The advent of the internet has been a boon for businesses, consumers, and families. It makes the world smaller and more accessible, makes shopping easier, makes information more accessible. In short, it connects you to the world around you at the click of a button, from the comfort of a living room chair or the desk in your office. It also changes home security, as getting into your home, in a figurative sense, has gotten easier as well. We do not need to fear the dangers of technology, however. We just need to adapt to deal with them. Taking stock of your virtual home and family security is an important step in establishing a complete home and family protection plan.
Some Basic Tips for Virtual Security
Your computer is your property, part of your home. You may have private documents or simply treasured memories stored their, but you should protect it as you do the rest of your home. Make sure your computer has antivirus software and firewall technology to prevent hackers from gaining access to your hard drive and stealing information. All antivirus software needs to be continuously updated, so set your computer to automatically accept updates at a convenient time.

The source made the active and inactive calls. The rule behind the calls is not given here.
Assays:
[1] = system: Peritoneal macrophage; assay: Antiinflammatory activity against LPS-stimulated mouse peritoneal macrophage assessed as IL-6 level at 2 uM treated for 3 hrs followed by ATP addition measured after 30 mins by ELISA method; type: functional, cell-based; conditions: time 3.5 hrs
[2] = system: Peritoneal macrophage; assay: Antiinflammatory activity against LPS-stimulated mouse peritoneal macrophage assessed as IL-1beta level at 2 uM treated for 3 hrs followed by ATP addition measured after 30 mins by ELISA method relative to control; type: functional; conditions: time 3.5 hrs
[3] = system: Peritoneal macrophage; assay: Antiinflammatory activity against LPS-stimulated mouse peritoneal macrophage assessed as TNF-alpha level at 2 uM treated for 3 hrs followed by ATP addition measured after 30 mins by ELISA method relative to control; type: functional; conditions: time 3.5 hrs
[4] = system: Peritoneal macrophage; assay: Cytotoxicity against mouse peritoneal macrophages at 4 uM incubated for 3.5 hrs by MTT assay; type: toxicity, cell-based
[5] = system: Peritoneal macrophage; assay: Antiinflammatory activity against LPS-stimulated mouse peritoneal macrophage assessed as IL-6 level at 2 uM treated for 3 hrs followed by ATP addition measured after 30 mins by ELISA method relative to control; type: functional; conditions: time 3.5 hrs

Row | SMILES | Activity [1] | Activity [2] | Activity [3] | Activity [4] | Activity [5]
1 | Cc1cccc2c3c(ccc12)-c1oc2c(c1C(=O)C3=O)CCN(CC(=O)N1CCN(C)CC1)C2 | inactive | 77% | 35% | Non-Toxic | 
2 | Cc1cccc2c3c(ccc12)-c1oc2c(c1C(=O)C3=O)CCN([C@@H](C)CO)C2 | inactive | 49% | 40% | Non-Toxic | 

Never open spam, just delete it.
Stay away from anonymous peer-to-peer file sharing sites for music and video. Some of these sites can leave you incredibly vulnerable to having viruses or spyware implanted on your hard drive.
Stay up to date on internet scams and stay away from them. These can cost you lots of time, headache, and money.
Virtual Security for Kids
Kids are perhaps most vulnerable to the dangers posed by the virtual revolution. They are often more adept at navigating the internet than their parents, but they do not often have the judgment or presence of mind to know if they are putting themselves or the family at risk. As such, a parent’s main priority with regards to his or her child’s virtual security is to be vigilant and know what they are doing, as well as to establish a set of ground rules. Here are some ideas to get you thinking.
Be Informed. Stay up to date on trends such as social networking so that you are literate enough to fully understand potential dangers.
Make sure your kids are informed. Keep them aware of potential dangers and the seriousness of the internet.
Use parental controls available on your browser to restrict access to dangerous or inappropriate sites.
Do not let your children use a credit card number or give out their address, name, age or other personal information on the internet without your supervision. Do not let children enter chat rooms or create accounts on social networking sites without your permission and supervision.
Keep the computer in a common space in the house to monitor its use.